This Artist’s Works Are Part of the Skyline

This article is from the archive of The New York Sun before the launch of its new website in 2022. The Sun has neither altered nor updated such articles but will seek to correct any errors, mis-categorizations or other problems introduced during transfer.

The New York Sun

To say that Edward Minskoff is a developer would be like saying Picasso was a painter.

In fact, there is a nexus between the two.

Mr. Minskoff, the founder and chairman of Edward J. Minskoff Equities Incorporated, creates tall buildings that are widely acclaimed as an art form. Picasso created works that took art to rarefied heights. Mr. Minskoff began working in the real estate business while still a teenager. Picasso was a precocious draftsman whose talent was already established before he was 20.

Mr. Minskoff’s father, Leo, was in the real estate business and almost certainly influenced his son’s sensibilities. Picasso’s father, Jose Ruiz y Blasco, was an art teacher who certainly had a great impact on his son.

No surprise, then, that Mr. Minskoff is drawn to Picasso’s works. He owns several of them.

He also owns works by dozens of other famous artists, including Jasper Johns, Roy Lichtenstein, Willem de Kooning, Alexander Calder, Jackson Pollock, and Frank Stella. And, of course, he owns sculptures by Isabelle Minskoff, his mother.

“She died last year at the age of 93. I was exposed to art from an early age because of her,” Mr. Minskoff said. “Besides being a sculptor working with stone and clay, she was a collector. Perhaps that’s why I’m a builder with an artistic sensibility.”

That sensibility is on display at numerous buildings Mr. Minskoff has raised. He emphasizes the use of granite, limestone, and marble, calling them “earth elements that will be around forever.” Sculptures and paintings from his collection are lavishly on view. His office is lodged in an 800,000 square foot tower at 1325 Avenue of the Americas; it is – there’s no other way to put it – a dazzling museum of contemporary art.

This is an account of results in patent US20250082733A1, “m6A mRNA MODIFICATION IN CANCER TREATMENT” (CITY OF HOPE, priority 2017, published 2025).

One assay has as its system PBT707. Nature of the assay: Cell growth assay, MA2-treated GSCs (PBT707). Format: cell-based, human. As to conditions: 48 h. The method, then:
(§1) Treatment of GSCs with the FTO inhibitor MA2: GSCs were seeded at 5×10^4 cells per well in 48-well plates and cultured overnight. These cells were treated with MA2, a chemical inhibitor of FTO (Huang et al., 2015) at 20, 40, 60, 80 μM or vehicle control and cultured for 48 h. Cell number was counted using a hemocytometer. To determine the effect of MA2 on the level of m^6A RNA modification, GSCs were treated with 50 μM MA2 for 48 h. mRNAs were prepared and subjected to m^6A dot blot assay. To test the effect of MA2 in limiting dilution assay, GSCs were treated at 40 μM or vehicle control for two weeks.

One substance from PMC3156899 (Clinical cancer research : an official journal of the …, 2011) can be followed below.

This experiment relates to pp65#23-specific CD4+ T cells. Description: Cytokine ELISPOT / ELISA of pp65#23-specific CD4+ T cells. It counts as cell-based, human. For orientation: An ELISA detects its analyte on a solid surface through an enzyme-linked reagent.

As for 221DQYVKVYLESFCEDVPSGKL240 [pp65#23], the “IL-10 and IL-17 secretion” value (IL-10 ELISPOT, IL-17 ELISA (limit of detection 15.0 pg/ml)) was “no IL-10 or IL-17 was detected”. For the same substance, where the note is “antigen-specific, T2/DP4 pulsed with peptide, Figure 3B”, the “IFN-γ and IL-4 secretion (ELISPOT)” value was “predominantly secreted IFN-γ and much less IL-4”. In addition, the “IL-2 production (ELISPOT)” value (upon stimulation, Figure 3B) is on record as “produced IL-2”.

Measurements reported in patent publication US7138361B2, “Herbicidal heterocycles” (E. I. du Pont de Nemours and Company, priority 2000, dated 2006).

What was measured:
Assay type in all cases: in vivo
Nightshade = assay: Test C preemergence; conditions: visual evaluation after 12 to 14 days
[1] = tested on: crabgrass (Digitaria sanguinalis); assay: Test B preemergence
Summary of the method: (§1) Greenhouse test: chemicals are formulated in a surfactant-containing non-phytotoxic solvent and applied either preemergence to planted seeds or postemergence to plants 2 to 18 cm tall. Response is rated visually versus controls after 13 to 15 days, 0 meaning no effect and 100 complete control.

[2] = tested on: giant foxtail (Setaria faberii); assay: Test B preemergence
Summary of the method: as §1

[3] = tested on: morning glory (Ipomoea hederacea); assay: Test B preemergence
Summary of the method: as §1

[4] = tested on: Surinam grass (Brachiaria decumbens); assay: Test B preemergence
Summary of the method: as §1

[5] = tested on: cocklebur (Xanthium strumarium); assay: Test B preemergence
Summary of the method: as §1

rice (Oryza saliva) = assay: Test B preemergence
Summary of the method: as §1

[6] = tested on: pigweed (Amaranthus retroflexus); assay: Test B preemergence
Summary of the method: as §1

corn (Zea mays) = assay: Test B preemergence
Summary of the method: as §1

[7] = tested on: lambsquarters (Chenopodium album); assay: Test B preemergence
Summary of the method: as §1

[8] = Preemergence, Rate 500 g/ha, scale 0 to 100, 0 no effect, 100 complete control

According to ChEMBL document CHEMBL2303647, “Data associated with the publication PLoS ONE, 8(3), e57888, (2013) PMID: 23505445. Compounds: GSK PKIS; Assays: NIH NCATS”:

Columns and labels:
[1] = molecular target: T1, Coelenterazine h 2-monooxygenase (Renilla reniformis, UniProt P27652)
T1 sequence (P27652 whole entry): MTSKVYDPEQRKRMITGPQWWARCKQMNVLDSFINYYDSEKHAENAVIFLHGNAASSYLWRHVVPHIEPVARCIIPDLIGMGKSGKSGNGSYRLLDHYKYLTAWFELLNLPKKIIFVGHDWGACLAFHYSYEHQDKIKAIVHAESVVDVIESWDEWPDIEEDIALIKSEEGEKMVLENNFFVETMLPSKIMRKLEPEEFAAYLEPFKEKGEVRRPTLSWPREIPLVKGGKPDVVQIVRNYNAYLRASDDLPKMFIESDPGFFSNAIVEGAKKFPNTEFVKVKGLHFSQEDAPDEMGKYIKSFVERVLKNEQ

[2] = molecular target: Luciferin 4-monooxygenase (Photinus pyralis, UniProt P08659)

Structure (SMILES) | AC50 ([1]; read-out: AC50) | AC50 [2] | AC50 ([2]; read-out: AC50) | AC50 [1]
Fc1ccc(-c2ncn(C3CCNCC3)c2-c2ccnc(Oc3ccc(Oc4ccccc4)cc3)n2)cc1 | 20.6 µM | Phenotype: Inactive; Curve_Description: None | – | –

“There’s a strong connection between art and buildings,” Mr. Minskoff said. “One has a functional purpose, the other is visual. But both have aesthetic qualities.”

He is insistent that all his buildings be perceived as works of art.

“Buildings are an art form. That’s why I get very involved in the design of everything I build,” Mr. Minskoff said. “I’m a very visual person, but the types of buildings that I develop are meant to have permanency and lasting elegance, and not offer just immediate gratification. I know that what I’ve built will be around during the lifetime of my great-grandchildren.”

While Mr. Minskoff takes obvious pride in his creations, he doesn’t come across as boastful. He’s animated when he speaks about art and architecture, but he is an extremely private person who rarely grants interviews. He had to be coaxed into offering reflections about his success.

“I keep as low a profile as I can. I was never driven to be more successful than my peers,” Mr. Minskoff said. “My industry is semi-dysfunctional, and there are people out there who claim more for themselves than warranted. I don’t love notoriety, as some people do. I never compare myself to others. I only hope that I have the respect of my peers.”